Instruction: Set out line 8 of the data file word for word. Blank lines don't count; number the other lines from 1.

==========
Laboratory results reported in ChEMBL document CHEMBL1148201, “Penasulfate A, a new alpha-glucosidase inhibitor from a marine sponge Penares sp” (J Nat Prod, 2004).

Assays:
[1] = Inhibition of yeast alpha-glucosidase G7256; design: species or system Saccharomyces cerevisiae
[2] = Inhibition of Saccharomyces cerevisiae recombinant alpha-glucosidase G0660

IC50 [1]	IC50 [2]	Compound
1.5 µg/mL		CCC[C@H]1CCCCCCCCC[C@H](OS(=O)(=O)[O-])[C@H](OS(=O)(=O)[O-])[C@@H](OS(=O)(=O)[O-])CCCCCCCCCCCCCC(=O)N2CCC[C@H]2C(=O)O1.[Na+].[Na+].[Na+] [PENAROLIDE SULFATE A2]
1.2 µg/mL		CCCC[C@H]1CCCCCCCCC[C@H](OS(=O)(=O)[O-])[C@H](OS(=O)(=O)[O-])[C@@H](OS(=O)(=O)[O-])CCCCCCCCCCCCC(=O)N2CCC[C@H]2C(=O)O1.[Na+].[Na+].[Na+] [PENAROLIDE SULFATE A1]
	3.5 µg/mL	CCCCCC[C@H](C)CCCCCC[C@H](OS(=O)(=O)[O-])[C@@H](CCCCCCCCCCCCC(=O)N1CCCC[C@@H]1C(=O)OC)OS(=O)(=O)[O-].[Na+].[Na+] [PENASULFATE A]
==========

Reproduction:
	3.5 µg/mL	CCCCCC[C@H](C)CCCCCC[C@H](OS(=O)(=O)[O-])[C@@H](CCCCCCCCCCCCC(=O)N1CCCC[C@@H]1C(=O)OC)OS(=O)(=O)[O-].[Na+].[Na+] [PENASULFATE A]